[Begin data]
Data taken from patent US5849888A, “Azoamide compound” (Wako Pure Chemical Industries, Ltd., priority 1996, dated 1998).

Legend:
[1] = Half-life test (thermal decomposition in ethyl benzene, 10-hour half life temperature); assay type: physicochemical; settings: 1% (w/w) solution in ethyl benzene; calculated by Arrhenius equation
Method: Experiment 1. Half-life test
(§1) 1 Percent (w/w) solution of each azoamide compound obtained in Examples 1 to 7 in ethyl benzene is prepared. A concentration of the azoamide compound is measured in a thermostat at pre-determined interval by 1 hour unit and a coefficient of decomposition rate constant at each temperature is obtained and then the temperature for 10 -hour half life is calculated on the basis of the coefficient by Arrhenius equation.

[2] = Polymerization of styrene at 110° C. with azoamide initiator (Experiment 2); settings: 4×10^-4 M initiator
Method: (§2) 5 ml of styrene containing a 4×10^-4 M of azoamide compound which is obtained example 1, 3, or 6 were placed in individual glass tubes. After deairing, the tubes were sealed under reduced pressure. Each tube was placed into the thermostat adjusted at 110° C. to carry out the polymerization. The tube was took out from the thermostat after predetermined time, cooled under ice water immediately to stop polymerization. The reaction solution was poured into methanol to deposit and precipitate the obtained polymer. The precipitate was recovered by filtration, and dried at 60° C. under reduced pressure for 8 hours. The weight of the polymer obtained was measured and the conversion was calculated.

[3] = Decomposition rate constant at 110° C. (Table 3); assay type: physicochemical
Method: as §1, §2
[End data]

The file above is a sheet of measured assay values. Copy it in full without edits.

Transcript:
Data taken from patent US5849888A, “Azoamide compound” (Wako Pure Chemical Industries, Ltd., priority 1996, dated 1998).

Legend:
[1] = Half-life test (thermal decomposition in ethyl benzene, 10-hour half life temperature); assay type: physicochemical; settings: 1% (w/w) solution in ethyl benzene; calculated by Arrhenius equation
Method: Experiment 1. Half-life test
(§1) 1 Percent (w/w) solution of each azoamide compound obtained in Examples 1 to 7 in ethyl benzene is prepared. A concentration of the azoamide compound is measured in a thermostat at pre-determined interval by 1 hour unit and a coefficient of decomposition rate constant at each temperature is obtained and then the temperature for 10 -hour half life is calculated on the basis of the coefficient by Arrhenius equation.

[2] = Polymerization of styrene at 110° C. with azoamide initiator (Experiment 2); settings: 4×10^-4 M initiator
Method: (§2) 5 ml of styrene containing a 4×10^-4 M of azoamide compound which is obtained example 1, 3, or 6 were placed in individual glass tubes. After deairing, the tubes were sealed under reduced pressure. Each tube was placed into the thermostat adjusted at 110° C. to carry out the polymerization. The tube was took out from the thermostat after predetermined time, cooled under ice water immediately to stop polymerization. The reaction solution was poured into methanol to deposit and precipitate the obtained polymer. The precipitate was recovered by filtration, and dried at 60° C. under reduced pressure for 8 hours. The weight of the polymer obtained was measured and the conversion was calculated.

[3] = Decomposition rate constant at 110° C. (Table 3); assay type: physicochemical
Method: as §1, §2